P.M. SHARIF ALSO MEETS INDIAN COUNTERPART ON SIDELINES OF CLIMATE SUMMIT IN PARIS.

Afghan President Ashraf Ghani voiced a willingness to revive stalled peace talks with the Taliban on Tuesday, but warned that Pakistan must earn Kabul’s trust if Islamabad wishes to play the role of mediator.

The two leaders agreed to work together to bring Taliban insurgents to the negotiating table after meeting on Monday on the sidelines of a climate change conference in Paris, officials said. The meeting came amid heightened tension over Kabul’s accusations that Islamabad has historically aided the Taliban, most recently in the northern city of Kunduz, briefly captured by the militants in September as part of a nationwide surge in attacks.

“Pakistan can be a broker. The trust needs to be earned,” Ghani told France 24 television news channel in an interview broadcast on Tuesday.

Pakistan, which allegedly wields considerable influence over the militants, hosted a milestone first round of peace negotiations in July. But the talks soon stalled when the Taliban belatedly confirmed the death of their longtime leader Mullah Omar. The United States and China have been pushing for the process to restart, but frosty ties between Islamabad and Kabul have hampered those efforts.

“There is no such thing as the Taliban after the death of Mullah Omar,” Ghani said. “There are groups of Taliban and we will engage in talking with some of them.”

A breakaway faction of the Taliban recently emerged posing a new challenge to peace talks. Taliban sources told AFP recently that the militants expect the talks to restart “very soon,” possibly in the coming weeks, saying that Pakistan had been newly convinced that peace was in its best interests as it works with China to build a special economic corridor through the country.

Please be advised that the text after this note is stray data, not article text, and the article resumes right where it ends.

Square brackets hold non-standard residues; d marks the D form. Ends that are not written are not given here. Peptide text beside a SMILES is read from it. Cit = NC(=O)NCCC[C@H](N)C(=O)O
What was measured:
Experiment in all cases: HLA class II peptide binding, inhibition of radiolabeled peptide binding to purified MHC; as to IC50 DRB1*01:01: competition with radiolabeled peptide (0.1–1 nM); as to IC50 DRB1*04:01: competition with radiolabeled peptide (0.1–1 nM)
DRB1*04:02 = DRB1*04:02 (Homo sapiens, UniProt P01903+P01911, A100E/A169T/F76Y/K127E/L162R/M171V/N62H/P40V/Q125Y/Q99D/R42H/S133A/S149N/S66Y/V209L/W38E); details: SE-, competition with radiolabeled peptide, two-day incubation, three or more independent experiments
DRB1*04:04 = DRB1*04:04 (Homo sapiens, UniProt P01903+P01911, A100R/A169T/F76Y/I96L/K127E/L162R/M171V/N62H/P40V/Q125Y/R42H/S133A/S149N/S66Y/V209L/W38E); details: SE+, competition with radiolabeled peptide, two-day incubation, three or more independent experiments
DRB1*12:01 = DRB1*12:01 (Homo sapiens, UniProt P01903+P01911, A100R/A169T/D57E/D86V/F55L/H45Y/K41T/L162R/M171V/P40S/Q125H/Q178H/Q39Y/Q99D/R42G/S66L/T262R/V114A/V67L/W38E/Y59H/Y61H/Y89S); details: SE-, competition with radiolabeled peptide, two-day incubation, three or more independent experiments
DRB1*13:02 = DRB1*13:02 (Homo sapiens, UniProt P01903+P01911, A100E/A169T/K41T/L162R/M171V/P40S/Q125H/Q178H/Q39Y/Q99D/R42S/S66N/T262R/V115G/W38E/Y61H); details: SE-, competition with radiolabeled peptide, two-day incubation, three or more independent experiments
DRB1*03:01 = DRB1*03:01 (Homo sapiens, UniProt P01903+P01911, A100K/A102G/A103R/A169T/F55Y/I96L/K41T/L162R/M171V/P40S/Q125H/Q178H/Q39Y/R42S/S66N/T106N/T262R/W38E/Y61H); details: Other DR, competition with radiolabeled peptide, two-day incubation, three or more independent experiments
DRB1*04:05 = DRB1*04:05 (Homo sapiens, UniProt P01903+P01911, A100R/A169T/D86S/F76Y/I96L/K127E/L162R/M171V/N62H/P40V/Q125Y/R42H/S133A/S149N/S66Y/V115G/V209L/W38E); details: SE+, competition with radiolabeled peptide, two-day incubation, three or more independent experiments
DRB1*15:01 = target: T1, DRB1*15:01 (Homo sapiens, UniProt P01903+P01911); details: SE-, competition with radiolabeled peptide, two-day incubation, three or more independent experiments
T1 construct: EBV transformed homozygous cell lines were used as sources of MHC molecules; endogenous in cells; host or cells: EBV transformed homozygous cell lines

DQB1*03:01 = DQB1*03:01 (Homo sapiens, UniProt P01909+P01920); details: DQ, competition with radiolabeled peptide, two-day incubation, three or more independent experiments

Sharif also issued a statement Tuesday avowing Pakistan’s close ties with its war-torn neighbor. “Pakistan does not believe in any blame game, and instead would like to make renewed efforts to resurrect the peace and reconciliation process,” he said, adding that it would have to be an Afghan-led process.

The prime minister said he looked forward to a visit by Ghani to Islamabad in December, though Ghani was more cagey in the France 24 interview, saying only that he was “considering” the trip.

Hopes for better ties were high after Ghani’s election last year. But they have since plummeted, with Kabul blaming Islamabad for a surge in Taliban violence in 2015. The Pakistani statement said Monday’s talks were held “in an atmosphere of warmth and cordiality.”

Sharif also met his Indian counterpart Narendra Modi at the conference, the government said in a statement issued in Paris late Monday. “The Indian prime minister approached premier Nawaz Sharif and had a brief meeting with him,” the statement said, adding that the leaders seemed “friendly” and parted with a “warm handshake.”

India and Pakistan have been rivals since gaining independence from Britain in 1947 and have fought three wars against each other. Speaking at the U.N. General Assembly last week, Sharif outlined a four-point initiative to ease tensions between the two nuclear-armed countries.

For Pakistan

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